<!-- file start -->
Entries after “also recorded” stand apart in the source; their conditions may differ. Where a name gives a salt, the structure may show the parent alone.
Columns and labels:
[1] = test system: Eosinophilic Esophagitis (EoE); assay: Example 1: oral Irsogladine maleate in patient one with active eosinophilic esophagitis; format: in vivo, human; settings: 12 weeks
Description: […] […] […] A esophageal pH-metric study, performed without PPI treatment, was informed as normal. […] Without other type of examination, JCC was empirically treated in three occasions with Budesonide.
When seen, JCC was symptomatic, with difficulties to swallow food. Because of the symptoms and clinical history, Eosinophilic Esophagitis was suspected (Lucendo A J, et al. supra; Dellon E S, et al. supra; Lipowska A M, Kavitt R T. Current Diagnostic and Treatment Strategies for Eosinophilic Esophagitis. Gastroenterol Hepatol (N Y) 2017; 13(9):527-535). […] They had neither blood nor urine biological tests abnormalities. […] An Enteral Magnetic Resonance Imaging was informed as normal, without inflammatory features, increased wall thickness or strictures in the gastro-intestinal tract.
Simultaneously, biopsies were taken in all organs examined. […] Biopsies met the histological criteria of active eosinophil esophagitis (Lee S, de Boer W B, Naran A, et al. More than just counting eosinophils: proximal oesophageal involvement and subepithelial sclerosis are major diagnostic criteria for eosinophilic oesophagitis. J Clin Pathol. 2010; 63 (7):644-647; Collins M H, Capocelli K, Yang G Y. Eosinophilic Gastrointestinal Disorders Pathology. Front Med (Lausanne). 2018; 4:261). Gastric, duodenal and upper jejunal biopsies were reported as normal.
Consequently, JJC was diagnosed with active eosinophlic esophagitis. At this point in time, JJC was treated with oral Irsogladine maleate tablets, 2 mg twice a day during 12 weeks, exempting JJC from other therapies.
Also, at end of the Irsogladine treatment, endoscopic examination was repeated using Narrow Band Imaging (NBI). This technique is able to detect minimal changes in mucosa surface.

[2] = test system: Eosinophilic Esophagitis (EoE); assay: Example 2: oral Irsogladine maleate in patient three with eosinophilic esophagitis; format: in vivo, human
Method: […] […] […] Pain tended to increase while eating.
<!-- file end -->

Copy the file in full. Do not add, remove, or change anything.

Entries after “also recorded” stand apart in the source; their conditions may differ. Where a name gives a salt, the structure may show the parent alone.
Columns and labels:
[1] = test system: Eosinophilic Esophagitis (EoE); assay: Example 1: oral Irsogladine maleate in patient one with active eosinophilic esophagitis; format: in vivo, human; settings: 12 weeks
Description: […] […] […] A esophageal pH-metric study, performed without PPI treatment, was informed as normal. […] Without other type of examination, JCC was empirically treated in three occasions with Budesonide.
When seen, JCC was symptomatic, with difficulties to swallow food. Because of the symptoms and clinical history, Eosinophilic Esophagitis was suspected (Lucendo A J, et al. supra; Dellon E S, et al. supra; Lipowska A M, Kavitt R T. Current Diagnostic and Treatment Strategies for Eosinophilic Esophagitis. Gastroenterol Hepatol (N Y) 2017; 13(9):527-535). […] They had neither blood nor urine biological tests abnormalities. […] An Enteral Magnetic Resonance Imaging was informed as normal, without inflammatory features, increased wall thickness or strictures in the gastro-intestinal tract.
Simultaneously, biopsies were taken in all organs examined. […] Biopsies met the histological criteria of active eosinophil esophagitis (Lee S, de Boer W B, Naran A, et al. More than just counting eosinophils: proximal oesophageal involvement and subepithelial sclerosis are major diagnostic criteria for eosinophilic oesophagitis. J Clin Pathol. 2010; 63 (7):644-647; Collins M H, Capocelli K, Yang G Y. Eosinophilic Gastrointestinal Disorders Pathology. Front Med (Lausanne). 2018; 4:261). Gastric, duodenal and upper jejunal biopsies were reported as normal.
Consequently, JJC was diagnosed with active eosinophlic esophagitis. At this point in time, JJC was treated with oral Irsogladine maleate tablets, 2 mg twice a day during 12 weeks, exempting JJC from other therapies.
Also, at end of the Irsogladine treatment, endoscopic examination was repeated using Narrow Band Imaging (NBI). This technique is able to detect minimal changes in mucosa surface.

[2] = test system: Eosinophilic Esophagitis (EoE); assay: Example 2: oral Irsogladine maleate in patient three with eosinophilic esophagitis; format: in vivo, human
Method: […] […] […] Pain tended to increase while eating.